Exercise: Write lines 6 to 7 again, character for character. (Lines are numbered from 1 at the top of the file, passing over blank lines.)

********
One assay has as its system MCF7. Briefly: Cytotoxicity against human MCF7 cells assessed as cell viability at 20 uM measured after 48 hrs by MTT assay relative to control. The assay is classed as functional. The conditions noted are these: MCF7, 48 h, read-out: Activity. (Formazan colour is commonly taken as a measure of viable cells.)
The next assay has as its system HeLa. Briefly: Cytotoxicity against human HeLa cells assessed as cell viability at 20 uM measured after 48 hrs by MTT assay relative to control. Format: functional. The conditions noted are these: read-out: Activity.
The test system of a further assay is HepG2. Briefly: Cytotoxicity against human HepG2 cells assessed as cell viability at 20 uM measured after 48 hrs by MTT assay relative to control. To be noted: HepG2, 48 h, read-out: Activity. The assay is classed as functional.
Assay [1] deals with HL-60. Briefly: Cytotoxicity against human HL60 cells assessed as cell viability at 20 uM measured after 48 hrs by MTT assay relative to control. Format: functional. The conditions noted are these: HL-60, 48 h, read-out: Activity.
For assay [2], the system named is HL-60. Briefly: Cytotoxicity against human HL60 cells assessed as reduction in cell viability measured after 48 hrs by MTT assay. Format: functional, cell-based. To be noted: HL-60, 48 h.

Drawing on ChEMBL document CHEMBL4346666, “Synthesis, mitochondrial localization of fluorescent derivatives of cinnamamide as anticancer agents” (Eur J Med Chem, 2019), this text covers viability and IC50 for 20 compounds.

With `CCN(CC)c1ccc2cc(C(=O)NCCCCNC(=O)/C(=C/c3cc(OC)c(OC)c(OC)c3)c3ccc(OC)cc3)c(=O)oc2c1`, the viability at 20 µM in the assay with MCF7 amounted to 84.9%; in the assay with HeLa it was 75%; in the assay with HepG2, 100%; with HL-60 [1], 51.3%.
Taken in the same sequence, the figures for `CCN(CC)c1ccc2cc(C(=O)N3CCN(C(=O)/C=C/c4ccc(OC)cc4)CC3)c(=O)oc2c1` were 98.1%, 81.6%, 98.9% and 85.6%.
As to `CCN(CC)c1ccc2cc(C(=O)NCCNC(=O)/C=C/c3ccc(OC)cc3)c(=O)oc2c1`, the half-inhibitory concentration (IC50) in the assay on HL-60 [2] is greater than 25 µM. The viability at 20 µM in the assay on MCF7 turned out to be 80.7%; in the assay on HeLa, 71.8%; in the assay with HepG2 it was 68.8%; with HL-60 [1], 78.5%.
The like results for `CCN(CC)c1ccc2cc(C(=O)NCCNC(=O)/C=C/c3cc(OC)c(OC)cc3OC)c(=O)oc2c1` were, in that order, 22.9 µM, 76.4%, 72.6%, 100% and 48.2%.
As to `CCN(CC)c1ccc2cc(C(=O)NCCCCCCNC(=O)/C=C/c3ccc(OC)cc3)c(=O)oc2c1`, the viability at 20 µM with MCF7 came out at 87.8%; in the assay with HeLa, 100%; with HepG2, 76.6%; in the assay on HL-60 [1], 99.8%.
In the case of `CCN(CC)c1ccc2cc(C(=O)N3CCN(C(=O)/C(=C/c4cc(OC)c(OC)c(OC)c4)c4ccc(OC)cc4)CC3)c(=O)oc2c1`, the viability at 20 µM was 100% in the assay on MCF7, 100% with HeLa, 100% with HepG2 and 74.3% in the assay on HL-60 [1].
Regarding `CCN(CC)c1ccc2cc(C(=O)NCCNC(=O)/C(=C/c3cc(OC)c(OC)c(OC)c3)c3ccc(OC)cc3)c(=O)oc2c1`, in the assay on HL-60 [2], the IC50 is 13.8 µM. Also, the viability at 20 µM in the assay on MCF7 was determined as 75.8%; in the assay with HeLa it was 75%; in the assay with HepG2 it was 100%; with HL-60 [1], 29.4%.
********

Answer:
Drawing on ChEMBL document CHEMBL4346666, “Synthesis, mitochondrial localization of fluorescent derivatives of cinnamamide as anticancer agents” (Eur J Med Chem, 2019), this text covers viability and IC50 for 20 compounds.

With `CCN(CC)c1ccc2cc(C(=O)NCCCCNC(=O)/C(=C/c3cc(OC)c(OC)c(OC)c3)c3ccc(OC)cc3)c(=O)oc2c1`, the viability at 20 µM in the assay with MCF7 amounted to 84.9%; in the assay with HeLa it was 75%; in the assay with HepG2, 100%; with HL-60 [1], 51.3%.